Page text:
You may think you are not affected by sexist language, yet studies show that you are probably wrong. In situations where only the male pronoun is used, people subconsciously image men when hearing about "firemen, policemen, and mankind." Even though we all know many women are firefighters, police officers and humans. Or the opposite, people think of nurses as women, because of the use of the word "male nurse." Substitute with the word "care giver" and either gender might be imagined, even if women more often are care givers. So why does it matter?
In children's books where "he" is the only pronoun used, little children of both sexes, tend to imagine all man worlds. Their drawings of dogs, cats and people are all populated with males only. Ask a little girl what she wants to be when she grows up, let's hope she can come up with something a little more self propelled than a princess like "Jasmine" of the Disney film. Aladdin was much better, he was unemployed, but at least his choices in life were under his control. Jasmine for all her feisty spunk seems blissfully unaware of how to use her wealth to further her education, start a charitable organization or build a manufacturing plant. For reasons that are never explained, she feels she needs Aladdin to complete her whole new world.
Fifty years of women's movement have certainly changed things in the way teenage girls view sex. No longer content to act coy, and wait to be "asked" the average young woman today is perfectly comfortable dressing to attract, initiating sex, and having a baby without benefit of clergy. Not exactly what Gloria Steinem had in mind. If only women had achieved financial equality before the sexual revolution all of this would be easier to stomach. Instead, we have lost the stigma of being a single parent and retained all the financial strain. The reality is, for an urban poor woman, receiving welfare benefits in addition to help from family, friends, and the child's father, may well represent a higher income than she could receive through employment. So why bother? All the rhetoric in the world about "staying in school" and "getting an education" won't impress anyone if it actually doesn't lead to that Michelle Obama lawyer job. And truly, unless a young person has attended a preparatory school, the chances of getting into an Ivy league school are slim. A community college education, may not lead the way to employment any more secure than the baby train will provide.
When I was in college 25 years ago there was quite a push for a department called (mysteriously enough) "women's studies. One wonders why there was no department for "men's studies." I can only imagine it was because every other interesting thing in the world, art, history, music, philosophy, science, and math were "men's studies."
The books I read at the time, led one to believe there had been no female painters until Georgia O'Keiffe, burst on the scene last century. So I was amazed to discover sculptors like Malvina Hoffman had studied under Rodin, and Mary Cassett had sold her impressionistic paintings in Paris salons. I thought I had stumbled onto some arcane knowledge. Perhaps we needed a "woman's history" major to write a "woman's art" book, we could get this information out to the general public. Silly me. In their day, neither of these women were unknown. It was not the truth that there was no female artists. It was only the sexist manner in the way the information was presented. Twenty five years later I am so relieved to see that women painters are now listed in general art classes. They no longer need to be segregated out as some separate study.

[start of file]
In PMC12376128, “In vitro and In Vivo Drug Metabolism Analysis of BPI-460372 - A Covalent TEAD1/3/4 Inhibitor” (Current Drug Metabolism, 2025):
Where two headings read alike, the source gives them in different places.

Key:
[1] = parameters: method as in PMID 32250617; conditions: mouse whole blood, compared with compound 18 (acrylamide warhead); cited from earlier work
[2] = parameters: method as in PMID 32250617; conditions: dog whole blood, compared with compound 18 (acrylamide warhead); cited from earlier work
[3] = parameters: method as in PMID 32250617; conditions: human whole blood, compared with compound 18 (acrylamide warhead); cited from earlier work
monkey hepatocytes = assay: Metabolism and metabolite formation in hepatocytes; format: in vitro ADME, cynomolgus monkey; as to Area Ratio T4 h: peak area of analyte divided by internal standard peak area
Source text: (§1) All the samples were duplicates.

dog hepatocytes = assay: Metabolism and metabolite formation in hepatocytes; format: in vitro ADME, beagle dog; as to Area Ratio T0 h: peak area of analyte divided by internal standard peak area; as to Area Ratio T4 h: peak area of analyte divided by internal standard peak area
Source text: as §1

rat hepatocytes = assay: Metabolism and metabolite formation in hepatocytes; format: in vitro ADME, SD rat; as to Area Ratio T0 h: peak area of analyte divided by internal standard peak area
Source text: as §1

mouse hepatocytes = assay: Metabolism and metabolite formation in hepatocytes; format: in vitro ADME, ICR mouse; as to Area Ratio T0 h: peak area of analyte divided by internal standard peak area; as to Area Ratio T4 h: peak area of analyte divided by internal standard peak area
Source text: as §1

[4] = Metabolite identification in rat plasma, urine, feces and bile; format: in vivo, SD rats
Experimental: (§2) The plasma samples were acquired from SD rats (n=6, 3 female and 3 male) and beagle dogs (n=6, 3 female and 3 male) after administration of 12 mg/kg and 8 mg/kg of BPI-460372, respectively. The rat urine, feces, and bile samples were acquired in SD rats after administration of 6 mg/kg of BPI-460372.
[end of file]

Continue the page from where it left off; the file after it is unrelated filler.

They aren't. Women who paint are "painters" or "artists" the same as their male counterparts. Flight attendants, wait help, they're all the same whether they are male or female. Just being a woman doesn't give you a separate history, if you have been living in the same world as everyone else. Single parents, even if they are men, still face struggles. In some ways they have it harder, being the only male at the playground, viewed with some hesitation by the mothers and nannies.
If there is a history of women, it is by no means as simple and one sided as the way it was portrayed when I was in college. They led us to believe women had been held down and oppressed until January 1st 1960 when the mini skirt was invented. I wondered in the first place, if marriage was so awful, why so many women did it. I also wondered why if women had been so oppressed there were so many primary sources showing the opposite. You can find so many female writers and poets. You look at art work and you see even in Medieval paintings both men and women working side by side on farms, in fields, as merchants in stores. So what's up with the whole portrait of oppression? It seemed only aristocratic women had the luxury of being oppressed. Middle class and poor women have been working since the beginning of time, as teachers, caregivers, maids, field hands, dairy workers, any number of jobs.
The main difference is, prior to the women's movement, women seemed stuck in the lower paying jobs. And even when they did rise in corporations, they tended to get promoted less often than men and often made less than a man doing the same job. I'm all for equal work for equal pay, which brings us back to the sexist language thing. Waiters, seem to make more money than waitresses. Why is that? Fine restaurants seem to think it looks classier to have men as servers, and fine restaurants have more expensive food thus creating bigger tips for the workers. IF we could only get away from these ideas that "actors" are the leading roles, and "actresses" support or decorate the film.